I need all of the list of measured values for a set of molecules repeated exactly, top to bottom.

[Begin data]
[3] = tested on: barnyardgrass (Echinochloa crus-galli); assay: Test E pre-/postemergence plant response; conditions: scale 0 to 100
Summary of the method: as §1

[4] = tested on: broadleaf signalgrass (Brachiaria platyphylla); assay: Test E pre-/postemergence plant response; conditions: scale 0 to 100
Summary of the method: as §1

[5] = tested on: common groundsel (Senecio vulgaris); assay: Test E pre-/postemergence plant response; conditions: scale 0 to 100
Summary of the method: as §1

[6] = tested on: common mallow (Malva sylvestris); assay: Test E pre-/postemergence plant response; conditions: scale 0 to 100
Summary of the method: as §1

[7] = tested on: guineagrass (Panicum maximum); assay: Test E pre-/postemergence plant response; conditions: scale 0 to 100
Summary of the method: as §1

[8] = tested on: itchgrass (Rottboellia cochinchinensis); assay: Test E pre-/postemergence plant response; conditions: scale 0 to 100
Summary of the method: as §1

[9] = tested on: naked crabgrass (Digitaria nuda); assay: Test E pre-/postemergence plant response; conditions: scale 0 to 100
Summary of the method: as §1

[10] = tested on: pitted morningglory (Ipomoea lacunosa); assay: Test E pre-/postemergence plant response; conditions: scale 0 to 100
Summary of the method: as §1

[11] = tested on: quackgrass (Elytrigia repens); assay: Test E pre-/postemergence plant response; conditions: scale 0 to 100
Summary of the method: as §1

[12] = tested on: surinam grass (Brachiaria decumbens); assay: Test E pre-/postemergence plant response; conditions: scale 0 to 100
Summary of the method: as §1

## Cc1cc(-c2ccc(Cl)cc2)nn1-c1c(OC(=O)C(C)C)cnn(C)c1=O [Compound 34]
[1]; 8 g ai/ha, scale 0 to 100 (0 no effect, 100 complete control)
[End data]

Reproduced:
[3] = tested on: barnyardgrass (Echinochloa crus-galli); assay: Test E pre-/postemergence plant response; conditions: scale 0 to 100
Summary of the method: as §1

[4] = tested on: broadleaf signalgrass (Brachiaria platyphylla); assay: Test E pre-/postemergence plant response; conditions: scale 0 to 100
Summary of the method: as §1

[5] = tested on: common groundsel (Senecio vulgaris); assay: Test E pre-/postemergence plant response; conditions: scale 0 to 100
Summary of the method: as §1

[6] = tested on: common mallow (Malva sylvestris); assay: Test E pre-/postemergence plant response; conditions: scale 0 to 100
Summary of the method: as §1

[7] = tested on: guineagrass (Panicum maximum); assay: Test E pre-/postemergence plant response; conditions: scale 0 to 100
Summary of the method: as §1

[8] = tested on: itchgrass (Rottboellia cochinchinensis); assay: Test E pre-/postemergence plant response; conditions: scale 0 to 100
Summary of the method: as §1

[9] = tested on: naked crabgrass (Digitaria nuda); assay: Test E pre-/postemergence plant response; conditions: scale 0 to 100
Summary of the method: as §1

[10] = tested on: pitted morningglory (Ipomoea lacunosa); assay: Test E pre-/postemergence plant response; conditions: scale 0 to 100
Summary of the method: as §1

[11] = tested on: quackgrass (Elytrigia repens); assay: Test E pre-/postemergence plant response; conditions: scale 0 to 100
Summary of the method: as §1

[12] = tested on: surinam grass (Brachiaria decumbens); assay: Test E pre-/postemergence plant response; conditions: scale 0 to 100
Summary of the method: as §1

## Cc1cc(-c2ccc(Cl)cc2)nn1-c1c(OC(=O)C(C)C)cnn(C)c1=O [Compound 34]
[1]; 8 g ai/ha, scale 0 to 100 (0 no effect, 100 complete control)